A more important question to ask about new stadiums is: 2.) While the new parks are almost always more pleasant places to watch a game, are they really better for fans overall if the smaller capacity drives up ticket prices enough that some people can't afford to attend as many (if any) games?
TELL YOUR STATISTICS TO SHUT UP
• When Kenji Johjima joined Daisuke Matsuzaka on the disabled list just one day after Ichiro came off the DL, speculation rose that the injuries were due to the players' participation in the World Baseball Classic. Red Sox manager Terry Francona told a radio station he thinks Dice-K's sore arm is related to the WBC. But are the injuries really WBC-related? That's impossible to know for sure. It's certainly possible that pitching in playoff-intensity situations this early in the year could lead to an arm injury. But why would it lead to an injury for a position player? (Or in the case of Ichiro, a bleeding ulcer?) It's not like these guys were competing in mixed martial arts; they were playing baseball. Nor are they the only players with injuries. At last count, there were 105 players on the DL, roughly 12 percent of all major leaguers. Yet only about five percent of players who participated in the WBC are on the DL. Korean pitcher Cha Seung Baek is on the DL, and he didn't play in the WBC, while Shin-Soo Choo, who did, is healthy and has hit three home runs for Cleveland. So what does it all mean? Who knows? But pinning Dice-K's injury on the WBC -- remember, he had a great season after the 2006 WBC -- is mere guesswork. Francona might be right. He also might be wrong. The WBC might actually prevent injuries by better preparing players for real game situations. We just don't know. The only thing we know for sure is that players get hurt all the time in baseball. Ask Atlanta's Yunel Escobar. He strained an abdominal muscle while jumping up and down in the on-deck circle.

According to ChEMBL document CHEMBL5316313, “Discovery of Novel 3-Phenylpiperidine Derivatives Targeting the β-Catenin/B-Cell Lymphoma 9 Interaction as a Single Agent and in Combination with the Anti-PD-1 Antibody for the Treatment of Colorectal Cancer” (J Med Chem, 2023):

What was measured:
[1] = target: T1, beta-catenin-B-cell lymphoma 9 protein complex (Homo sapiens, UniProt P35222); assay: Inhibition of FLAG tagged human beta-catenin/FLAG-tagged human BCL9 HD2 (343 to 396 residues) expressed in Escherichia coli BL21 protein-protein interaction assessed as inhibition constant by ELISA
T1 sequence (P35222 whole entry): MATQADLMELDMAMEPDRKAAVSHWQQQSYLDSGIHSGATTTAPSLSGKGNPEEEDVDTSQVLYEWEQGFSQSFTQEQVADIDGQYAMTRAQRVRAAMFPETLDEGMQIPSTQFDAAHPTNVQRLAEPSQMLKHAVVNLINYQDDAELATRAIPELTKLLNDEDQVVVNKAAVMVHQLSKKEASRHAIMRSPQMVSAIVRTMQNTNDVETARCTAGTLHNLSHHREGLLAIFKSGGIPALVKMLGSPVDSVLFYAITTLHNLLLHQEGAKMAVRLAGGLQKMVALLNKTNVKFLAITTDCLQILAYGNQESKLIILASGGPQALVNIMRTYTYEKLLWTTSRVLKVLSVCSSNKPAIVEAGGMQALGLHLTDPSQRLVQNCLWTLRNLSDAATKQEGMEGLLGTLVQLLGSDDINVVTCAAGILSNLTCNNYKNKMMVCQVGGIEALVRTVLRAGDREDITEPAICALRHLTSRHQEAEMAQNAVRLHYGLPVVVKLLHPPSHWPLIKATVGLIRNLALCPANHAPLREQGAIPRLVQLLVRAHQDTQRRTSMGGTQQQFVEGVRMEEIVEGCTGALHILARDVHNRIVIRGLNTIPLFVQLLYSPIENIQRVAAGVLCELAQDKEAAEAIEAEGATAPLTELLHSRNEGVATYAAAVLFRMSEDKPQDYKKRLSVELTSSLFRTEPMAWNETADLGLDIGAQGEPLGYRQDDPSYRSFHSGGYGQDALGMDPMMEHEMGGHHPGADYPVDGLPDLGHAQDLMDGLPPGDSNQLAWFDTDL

• The reduced "suspension" of Josh Beckett this week is another example of how punishments need to be changed for starting pitchers. Forget whether Beckett did or did not intentionally throw at Bobby Abreu. Suspending a player is supposed to force him to miss games in which he would otherwise participate. But Beckett essentially will not miss a start (he has to miss four games anyway), so he's not being punished at all. If the suspension is to discourage pitchers from throwing at batters, they must actually lose playing time. For starting pitchers, that means making them wait until at least two other starters have each pitched two games from the time the suspension takes effect, or a minimum of 10 days if the team is unable to have two starters do so because of injuries or general ineffectiveness.
• Bob Feller is 90 years old, but he will start and plans to pitch an inning or two in the first annual Hall of Fame Classic game this Father's Day in Cooperstown. "I throw in the backyard here where I live outside of Cleveland," he said on a media conference call last week. "I throw a rubber ball up against a bankboard on the basket to keep my arm loose. I can still throw 60 feet six inches, and that's all that's necessary, they tell me." And he still probably throws harder than Jamie Moyer.
• Nice first two weeks for Kansas City reliever Kyle Farnsworth. He blew a 2-1 lead on Opening Day by serving up a three-run homer in the eighth inning for his first loss, gave up three runs in the seventh inning last Wednesday for his second loss, and gave up a walk-off homer Sunday for his third loss. Florida became the first team in history to sweep a three-game series despite trailing in the ninth inning of each game. There were six shutouts Saturday.
Jim Caple is a senior writer for ESPN.com.